Platos para los muertos
/Dishes for the dead,
color analog photos, 2005
The photographic series Platos para los muertos (dishes for the dead) reflects on the integration of the Afro-Cuban religion “Santeria” into material reality. The ritual becomes every day life and every day life becomes the ritual, mutually supporting each other.
These offerings or “Addimu” are a faithful testimony of the Afro-Cuban cultural resistance, which has survived in its successive centuries of existence: Spanish colonialism, republican oppression and, finally, the first three decades of prohibition of any religious practice during the Cuban socialist revolution.
In the elaboration of these dishes, the great variety of European, Chinese and local or typical of South America ingredients reveals all the historical process of religious syncretism carried out by slaves and Afro-descendants on the island.
Starting from my experience as a religious practitioner of Santeria and following the indications of the OBA ECUM book, where some traditional recipes, until recently, were kept secret, I have elaborated some of the dishes for the different saints (Orishas), in a very personal way, with the objective of documenting them photographically.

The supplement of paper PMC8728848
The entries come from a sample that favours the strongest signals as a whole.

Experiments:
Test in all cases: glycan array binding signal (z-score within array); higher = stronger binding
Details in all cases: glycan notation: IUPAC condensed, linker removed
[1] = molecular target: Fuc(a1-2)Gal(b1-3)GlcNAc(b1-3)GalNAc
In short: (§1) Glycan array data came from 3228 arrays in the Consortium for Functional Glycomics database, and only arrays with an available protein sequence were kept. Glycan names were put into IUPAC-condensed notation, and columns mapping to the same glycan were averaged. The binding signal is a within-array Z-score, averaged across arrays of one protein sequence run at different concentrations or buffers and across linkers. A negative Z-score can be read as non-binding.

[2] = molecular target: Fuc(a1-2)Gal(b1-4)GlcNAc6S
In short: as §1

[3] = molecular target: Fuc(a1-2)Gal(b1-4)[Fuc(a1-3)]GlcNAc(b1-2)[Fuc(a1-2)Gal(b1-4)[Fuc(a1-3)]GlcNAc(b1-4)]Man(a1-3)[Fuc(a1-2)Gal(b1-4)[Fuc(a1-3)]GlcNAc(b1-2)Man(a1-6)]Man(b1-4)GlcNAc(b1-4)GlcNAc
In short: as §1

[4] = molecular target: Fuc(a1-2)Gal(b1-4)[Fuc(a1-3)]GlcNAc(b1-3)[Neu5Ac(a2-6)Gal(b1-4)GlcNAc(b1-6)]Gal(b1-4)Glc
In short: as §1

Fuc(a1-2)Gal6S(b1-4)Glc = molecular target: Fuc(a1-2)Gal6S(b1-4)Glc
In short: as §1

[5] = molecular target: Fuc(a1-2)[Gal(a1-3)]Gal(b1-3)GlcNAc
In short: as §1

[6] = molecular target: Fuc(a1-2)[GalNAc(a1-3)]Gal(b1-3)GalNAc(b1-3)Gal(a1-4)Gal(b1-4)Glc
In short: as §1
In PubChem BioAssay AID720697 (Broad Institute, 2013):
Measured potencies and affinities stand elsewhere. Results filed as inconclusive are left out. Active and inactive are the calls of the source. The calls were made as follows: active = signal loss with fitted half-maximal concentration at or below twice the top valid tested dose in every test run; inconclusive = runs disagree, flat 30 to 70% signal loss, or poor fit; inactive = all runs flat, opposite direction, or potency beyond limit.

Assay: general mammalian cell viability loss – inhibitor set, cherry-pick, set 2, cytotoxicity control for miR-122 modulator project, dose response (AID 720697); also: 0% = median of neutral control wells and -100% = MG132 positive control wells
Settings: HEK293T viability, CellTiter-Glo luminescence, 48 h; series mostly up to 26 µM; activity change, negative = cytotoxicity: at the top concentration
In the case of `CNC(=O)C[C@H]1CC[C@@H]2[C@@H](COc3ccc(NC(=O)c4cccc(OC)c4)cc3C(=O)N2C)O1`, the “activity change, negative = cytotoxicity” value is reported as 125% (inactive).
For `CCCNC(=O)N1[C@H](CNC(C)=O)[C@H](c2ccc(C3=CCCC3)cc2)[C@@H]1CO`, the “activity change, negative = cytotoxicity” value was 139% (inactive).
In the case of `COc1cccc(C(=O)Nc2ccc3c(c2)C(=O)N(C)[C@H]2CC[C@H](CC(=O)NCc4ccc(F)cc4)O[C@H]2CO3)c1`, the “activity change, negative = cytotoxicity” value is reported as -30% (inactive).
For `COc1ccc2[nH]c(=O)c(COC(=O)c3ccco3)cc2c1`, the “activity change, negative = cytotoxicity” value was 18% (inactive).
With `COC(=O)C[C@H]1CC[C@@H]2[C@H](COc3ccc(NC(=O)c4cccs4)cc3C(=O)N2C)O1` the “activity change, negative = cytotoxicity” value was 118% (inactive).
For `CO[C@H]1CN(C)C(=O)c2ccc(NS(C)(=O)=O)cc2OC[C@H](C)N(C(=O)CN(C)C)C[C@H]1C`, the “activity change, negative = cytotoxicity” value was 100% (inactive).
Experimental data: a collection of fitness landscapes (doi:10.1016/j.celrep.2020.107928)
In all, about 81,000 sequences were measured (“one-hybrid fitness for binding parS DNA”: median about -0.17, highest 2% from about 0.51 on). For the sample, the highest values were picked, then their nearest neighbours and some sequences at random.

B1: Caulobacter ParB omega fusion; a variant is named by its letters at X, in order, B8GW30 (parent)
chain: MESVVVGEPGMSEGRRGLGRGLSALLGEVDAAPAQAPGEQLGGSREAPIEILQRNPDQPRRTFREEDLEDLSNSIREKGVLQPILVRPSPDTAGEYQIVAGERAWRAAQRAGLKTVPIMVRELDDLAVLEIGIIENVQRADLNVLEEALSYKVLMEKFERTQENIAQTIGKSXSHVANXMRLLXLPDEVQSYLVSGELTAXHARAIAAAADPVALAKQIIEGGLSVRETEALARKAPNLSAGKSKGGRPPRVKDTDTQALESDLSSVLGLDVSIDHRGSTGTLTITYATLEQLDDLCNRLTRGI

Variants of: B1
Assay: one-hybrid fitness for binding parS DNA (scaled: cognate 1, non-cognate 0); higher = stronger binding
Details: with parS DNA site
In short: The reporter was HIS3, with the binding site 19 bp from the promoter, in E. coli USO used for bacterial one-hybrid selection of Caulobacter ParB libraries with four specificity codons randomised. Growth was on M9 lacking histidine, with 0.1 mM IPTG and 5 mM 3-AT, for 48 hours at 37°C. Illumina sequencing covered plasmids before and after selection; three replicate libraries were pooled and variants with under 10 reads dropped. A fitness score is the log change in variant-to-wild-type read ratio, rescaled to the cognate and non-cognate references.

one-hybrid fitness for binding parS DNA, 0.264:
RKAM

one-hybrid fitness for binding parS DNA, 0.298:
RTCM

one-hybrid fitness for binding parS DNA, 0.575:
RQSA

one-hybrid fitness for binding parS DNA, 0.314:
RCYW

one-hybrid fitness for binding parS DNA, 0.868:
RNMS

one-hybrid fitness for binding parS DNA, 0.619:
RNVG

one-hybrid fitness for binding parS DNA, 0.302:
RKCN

This set of photographs show some of the different types of ritual dishes or Addimu, which are offered to the saints of the Yoruba pantheon, as an expression of the believer’s love, who wishes to communicate with the divinity and revere it.
These dishes are usually connected to a certain wish or request and are offered during a specific ceremony. All this happens in the domestic interior space, because in Cuba there are no buildings with a specific architecture to function as Afro-Cuban religious temples.
It is uncommon and unfamiliar to Western cultures that in Cuba spirits, gods and the dead have existence and presence. One celebrates, dances and converses with them.
This special legal opening to the different religious beliefs that coexist in Cuba today takes place after the visit to Cuba of Pope John Paul II in January 1998, who demanded «that Cuba opens up to the world and the world to Cuba».